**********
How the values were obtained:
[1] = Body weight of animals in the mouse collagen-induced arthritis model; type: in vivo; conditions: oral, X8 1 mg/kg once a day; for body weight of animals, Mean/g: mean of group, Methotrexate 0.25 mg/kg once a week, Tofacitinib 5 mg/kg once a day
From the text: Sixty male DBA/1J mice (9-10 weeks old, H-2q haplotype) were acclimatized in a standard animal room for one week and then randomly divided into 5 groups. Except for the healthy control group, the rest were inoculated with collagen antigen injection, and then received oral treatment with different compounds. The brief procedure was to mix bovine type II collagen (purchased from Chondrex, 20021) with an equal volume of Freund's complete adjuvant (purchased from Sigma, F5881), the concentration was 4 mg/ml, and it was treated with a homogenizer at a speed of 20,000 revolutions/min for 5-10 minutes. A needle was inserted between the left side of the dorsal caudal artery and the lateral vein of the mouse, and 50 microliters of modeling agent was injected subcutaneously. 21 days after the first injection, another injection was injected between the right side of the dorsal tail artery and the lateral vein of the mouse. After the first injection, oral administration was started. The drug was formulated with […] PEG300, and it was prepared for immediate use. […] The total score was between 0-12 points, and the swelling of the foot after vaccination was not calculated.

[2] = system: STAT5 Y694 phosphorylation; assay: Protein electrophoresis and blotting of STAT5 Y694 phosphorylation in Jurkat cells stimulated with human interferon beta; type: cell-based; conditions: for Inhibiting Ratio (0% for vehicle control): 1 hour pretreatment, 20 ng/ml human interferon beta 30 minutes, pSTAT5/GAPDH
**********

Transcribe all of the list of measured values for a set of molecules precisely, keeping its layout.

How the values were obtained:
[1] = Body weight of animals in the mouse collagen-induced arthritis model; type: in vivo; conditions: oral, X8 1 mg/kg once a day; for body weight of animals, Mean/g: mean of group, Methotrexate 0.25 mg/kg once a week, Tofacitinib 5 mg/kg once a day
From the text: Sixty male DBA/1J mice (9-10 weeks old, H-2q haplotype) were acclimatized in a standard animal room for one week and then randomly divided into 5 groups. Except for the healthy control group, the rest were inoculated with collagen antigen injection, and then received oral treatment with different compounds. The brief procedure was to mix bovine type II collagen (purchased from Chondrex, 20021) with an equal volume of Freund's complete adjuvant (purchased from Sigma, F5881), the concentration was 4 mg/ml, and it was treated with a homogenizer at a speed of 20,000 revolutions/min for 5-10 minutes. A needle was inserted between the left side of the dorsal caudal artery and the lateral vein of the mouse, and 50 microliters of modeling agent was injected subcutaneously. 21 days after the first injection, another injection was injected between the right side of the dorsal tail artery and the lateral vein of the mouse. After the first injection, oral administration was started. The drug was formulated with […] PEG300, and it was prepared for immediate use. […] The total score was between 0-12 points, and the swelling of the foot after vaccination was not calculated.

[2] = system: STAT5 Y694 phosphorylation; assay: Protein electrophoresis and blotting of STAT5 Y694 phosphorylation in Jurkat cells stimulated with human interferon beta; type: cell-based; conditions: for Inhibiting Ratio (0% for vehicle control): 1 hour pretreatment, 20 ng/ml human interferon beta 30 minutes, pSTAT5/GAPDH